Thursday, May 17, 2012

NYT corrects Andrew Sullivan

A reader writes:
As usual these days, Newsweek, when it comes to religion, pretty much gets it all wrong. Hard to explain outside of spiritual blinkers.

(Note the ironic headline on the Supreme Court ["Will the Supreme Court Betray Us?"]).

The reader continues:
A plummeting fall it has been, from the days of its class-act religion reporter Kenneth Woodward, to the current squad of progressive, Oprah-like scribes found in John Meachem, Lisa Miller, and yes, Andrew Sullivan ...

What is very much *not* usual, however, is to find a sane retort in the NYT of all places ... [Gary Gutting, "Returning to the Sermon on the Mount" (NYT, April 19, 2012)]

To get a feel for [what] the older school Woodward represented, check out this (excellent): [Kenneth L. Woodward, "God is not my Buddy" (Homiletics Online, 2002)].
[Hat tip to J.M.]


Ralph Roister-Doister


As I get older, I become more concerned about not wasting my time, so I don't read Newsweek. But Paul Begala is a democrat spin artist, akin to Ann Coulter or Bill Kristol among republicans, so anything written by him will require a suitably biased headline. If he is blubbering about Supreme Court "betrayal," he is probably writing about Obamacare, although being a democrat gay-panderer is one of his semi-regular jobs (don't know if he leans to port or starboard personally).

Ralph Roister-Doister


1. "Forget the Church, Follow Jesus" is brass tacks protestantism, leading directly to the modern understanding that ecclesial institutions are irrelevant and therefore separate from "religious freedom," in the American protestant-Christian understanding of the term.

2. If religious freedom and ecclesial institutions are separate concepts, then the practice of Christian religion (as in "following Jesus") is not necessarily curtailed by the State's ability to define the parameters in the "separation of Church and State." So for example, dispensing free contraceptive pills, spermicides, rings, and rubber balloons to students at Catholic universities in no way affects the freedom of those students to "follow Jesus," whatever it may do to institutions with "religious affiliations."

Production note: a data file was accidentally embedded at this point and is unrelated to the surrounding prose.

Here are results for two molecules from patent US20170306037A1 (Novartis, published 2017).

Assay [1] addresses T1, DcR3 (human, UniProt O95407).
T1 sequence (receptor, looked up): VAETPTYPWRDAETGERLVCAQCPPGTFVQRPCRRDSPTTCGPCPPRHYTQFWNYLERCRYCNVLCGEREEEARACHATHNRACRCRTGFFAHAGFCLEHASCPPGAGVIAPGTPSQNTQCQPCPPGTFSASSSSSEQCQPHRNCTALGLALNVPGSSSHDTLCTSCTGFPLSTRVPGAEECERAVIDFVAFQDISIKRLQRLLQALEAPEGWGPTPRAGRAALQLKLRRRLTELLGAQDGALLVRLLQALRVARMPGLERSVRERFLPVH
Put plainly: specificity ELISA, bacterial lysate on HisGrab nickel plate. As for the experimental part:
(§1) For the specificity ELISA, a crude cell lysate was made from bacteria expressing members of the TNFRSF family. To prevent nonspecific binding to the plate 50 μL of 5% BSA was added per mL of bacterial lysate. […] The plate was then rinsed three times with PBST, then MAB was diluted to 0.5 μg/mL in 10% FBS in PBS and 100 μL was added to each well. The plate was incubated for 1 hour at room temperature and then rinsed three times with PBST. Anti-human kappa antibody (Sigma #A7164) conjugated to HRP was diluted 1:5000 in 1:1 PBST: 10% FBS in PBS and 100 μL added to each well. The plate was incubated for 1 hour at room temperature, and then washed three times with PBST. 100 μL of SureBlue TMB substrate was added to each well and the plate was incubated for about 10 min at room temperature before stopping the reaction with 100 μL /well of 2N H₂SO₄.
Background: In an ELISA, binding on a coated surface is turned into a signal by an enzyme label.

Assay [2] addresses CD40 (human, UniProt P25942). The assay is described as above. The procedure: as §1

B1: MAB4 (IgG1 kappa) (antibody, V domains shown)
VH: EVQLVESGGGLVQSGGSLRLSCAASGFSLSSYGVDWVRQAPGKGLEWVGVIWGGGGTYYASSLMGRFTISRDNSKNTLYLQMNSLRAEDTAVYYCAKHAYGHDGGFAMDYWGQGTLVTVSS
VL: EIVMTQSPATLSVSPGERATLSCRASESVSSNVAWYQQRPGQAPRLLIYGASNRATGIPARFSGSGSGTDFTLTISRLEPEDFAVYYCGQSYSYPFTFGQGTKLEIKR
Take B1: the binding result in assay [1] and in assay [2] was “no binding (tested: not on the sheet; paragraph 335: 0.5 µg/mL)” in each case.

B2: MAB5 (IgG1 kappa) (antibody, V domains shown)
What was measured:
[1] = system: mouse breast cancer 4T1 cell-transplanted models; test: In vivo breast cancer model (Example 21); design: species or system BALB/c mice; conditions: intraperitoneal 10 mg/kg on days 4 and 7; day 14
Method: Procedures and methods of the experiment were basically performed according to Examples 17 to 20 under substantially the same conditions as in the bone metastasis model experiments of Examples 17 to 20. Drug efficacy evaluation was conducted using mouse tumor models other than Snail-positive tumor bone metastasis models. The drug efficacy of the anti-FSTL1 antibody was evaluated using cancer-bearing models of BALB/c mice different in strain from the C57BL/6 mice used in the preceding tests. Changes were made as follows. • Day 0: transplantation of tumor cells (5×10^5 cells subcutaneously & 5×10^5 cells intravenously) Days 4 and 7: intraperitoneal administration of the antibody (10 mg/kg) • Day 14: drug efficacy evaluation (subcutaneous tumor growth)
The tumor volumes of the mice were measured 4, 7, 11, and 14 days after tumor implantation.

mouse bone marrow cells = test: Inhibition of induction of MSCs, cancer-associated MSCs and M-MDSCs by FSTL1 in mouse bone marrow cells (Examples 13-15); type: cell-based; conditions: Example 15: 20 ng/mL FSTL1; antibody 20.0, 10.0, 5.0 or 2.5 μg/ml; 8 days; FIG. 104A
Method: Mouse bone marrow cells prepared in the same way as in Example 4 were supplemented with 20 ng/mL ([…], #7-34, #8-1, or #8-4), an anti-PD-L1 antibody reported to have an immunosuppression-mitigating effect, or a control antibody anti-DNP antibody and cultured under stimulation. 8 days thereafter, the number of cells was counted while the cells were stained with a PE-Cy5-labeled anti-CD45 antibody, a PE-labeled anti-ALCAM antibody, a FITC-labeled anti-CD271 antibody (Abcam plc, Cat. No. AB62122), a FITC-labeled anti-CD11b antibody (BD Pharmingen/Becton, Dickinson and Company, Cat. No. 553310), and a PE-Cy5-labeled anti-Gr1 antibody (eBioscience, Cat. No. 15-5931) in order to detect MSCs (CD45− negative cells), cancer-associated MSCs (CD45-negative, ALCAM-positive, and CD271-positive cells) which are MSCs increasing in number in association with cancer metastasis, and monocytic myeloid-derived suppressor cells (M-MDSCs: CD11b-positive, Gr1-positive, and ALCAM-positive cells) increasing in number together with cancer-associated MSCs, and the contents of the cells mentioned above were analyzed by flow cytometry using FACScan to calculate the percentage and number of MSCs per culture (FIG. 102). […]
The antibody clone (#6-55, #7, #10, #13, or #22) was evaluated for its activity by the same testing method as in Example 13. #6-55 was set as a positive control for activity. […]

3. Private judgment, the basis of protestantism, and thus for the notion of "forgetting the Church, and following Jesus," is also the basis for redefining religious freedom in a way that does not proscribe ecclesial persecution.

After all, if the modern update of American protestantism is "I don't care if it rains or freezes, long as I got my plastic Jesus"; if Jesus words up with me in the park and the office and the shopping mall; if me and the J Man got a high five relationship everywhere I go; then what are all these big Churches doing not paying taxes ? Half of them are boarded up and padlocked anyway.

Ralph Roister-Doister


Consider too that Andrew Sullivan is the author of this "think piece," and Andrew Sullivan claims to be a Roman Catholic, but writes things that seemingly no Roman Catholic could possibly write, unless his intent was that of a saboteur.

You know -- like Karl Rahner, without the Hegelian vocabulary.



The new trend that became noticeable when Clinton repented of adultery was to publicly speak of "My God," or "My faith," versus "God" objectively.

As for Rahner, even his brother Hugo said that the theologian's works required translating even when read in their native German. I have learned that if a theologian is close to impossible to understand, that is because he or she is normally then shrouding a departure from orthodoxy.